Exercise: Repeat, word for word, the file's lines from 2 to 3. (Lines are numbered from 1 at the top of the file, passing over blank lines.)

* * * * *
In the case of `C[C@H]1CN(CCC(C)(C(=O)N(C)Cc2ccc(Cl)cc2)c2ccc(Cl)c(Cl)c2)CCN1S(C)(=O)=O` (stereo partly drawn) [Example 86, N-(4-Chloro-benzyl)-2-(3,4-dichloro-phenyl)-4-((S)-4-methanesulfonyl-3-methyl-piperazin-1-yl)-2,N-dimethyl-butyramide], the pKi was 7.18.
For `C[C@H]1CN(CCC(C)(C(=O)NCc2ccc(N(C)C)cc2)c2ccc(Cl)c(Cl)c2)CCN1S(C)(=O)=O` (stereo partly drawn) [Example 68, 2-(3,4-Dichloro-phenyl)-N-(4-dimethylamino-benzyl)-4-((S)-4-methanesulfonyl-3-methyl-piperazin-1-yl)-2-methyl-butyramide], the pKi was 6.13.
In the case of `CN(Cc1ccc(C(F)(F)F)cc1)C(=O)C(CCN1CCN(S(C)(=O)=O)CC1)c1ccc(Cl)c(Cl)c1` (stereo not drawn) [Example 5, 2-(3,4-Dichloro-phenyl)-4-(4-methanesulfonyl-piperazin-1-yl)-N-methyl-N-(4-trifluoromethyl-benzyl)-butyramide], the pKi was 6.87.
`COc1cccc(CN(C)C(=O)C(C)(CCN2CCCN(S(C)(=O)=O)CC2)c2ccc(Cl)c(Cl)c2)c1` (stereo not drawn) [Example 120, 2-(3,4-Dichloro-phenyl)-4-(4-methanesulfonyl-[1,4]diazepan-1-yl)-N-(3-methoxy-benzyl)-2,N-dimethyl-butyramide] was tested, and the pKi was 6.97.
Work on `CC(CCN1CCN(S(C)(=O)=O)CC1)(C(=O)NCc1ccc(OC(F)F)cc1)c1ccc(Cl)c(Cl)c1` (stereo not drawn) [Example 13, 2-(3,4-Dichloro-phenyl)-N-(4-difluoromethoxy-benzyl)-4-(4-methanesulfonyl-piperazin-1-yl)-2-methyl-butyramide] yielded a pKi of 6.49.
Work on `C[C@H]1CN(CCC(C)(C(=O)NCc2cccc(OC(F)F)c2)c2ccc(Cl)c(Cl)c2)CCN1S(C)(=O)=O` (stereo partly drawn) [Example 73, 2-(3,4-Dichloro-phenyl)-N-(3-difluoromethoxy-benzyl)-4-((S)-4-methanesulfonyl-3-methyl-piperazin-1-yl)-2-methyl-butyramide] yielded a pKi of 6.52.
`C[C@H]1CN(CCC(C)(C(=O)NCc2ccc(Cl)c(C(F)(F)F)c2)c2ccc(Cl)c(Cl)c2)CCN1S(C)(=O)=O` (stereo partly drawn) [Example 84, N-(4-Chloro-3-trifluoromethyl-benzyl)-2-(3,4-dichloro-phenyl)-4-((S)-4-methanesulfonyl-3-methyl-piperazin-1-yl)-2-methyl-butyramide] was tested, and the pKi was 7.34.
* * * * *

For `C[C@H]1CN(CCC(C)(C(=O)NCc2ccc(N(C)C)cc2)c2ccc(Cl)c(Cl)c2)CCN1S(C)(=O)=O` (stereo partly drawn) [Example 68, 2-(3,4-Dichloro-phenyl)-N-(4-dimethylamino-benzyl)-4-((S)-4-methanesulfonyl-3-methyl-piperazin-1-yl)-2-methyl-butyramide], the pKi was 6.13.
In the case of `CN(Cc1ccc(C(F)(F)F)cc1)C(=O)C(CCN1CCN(S(C)(=O)=O)CC1)c1ccc(Cl)c(Cl)c1` (stereo not drawn) [Example 5, 2-(3,4-Dichloro-phenyl)-4-(4-methanesulfonyl-piperazin-1-yl)-N-methyl-N-(4-trifluoromethyl-benzyl)-butyramide], the pKi was 6.87.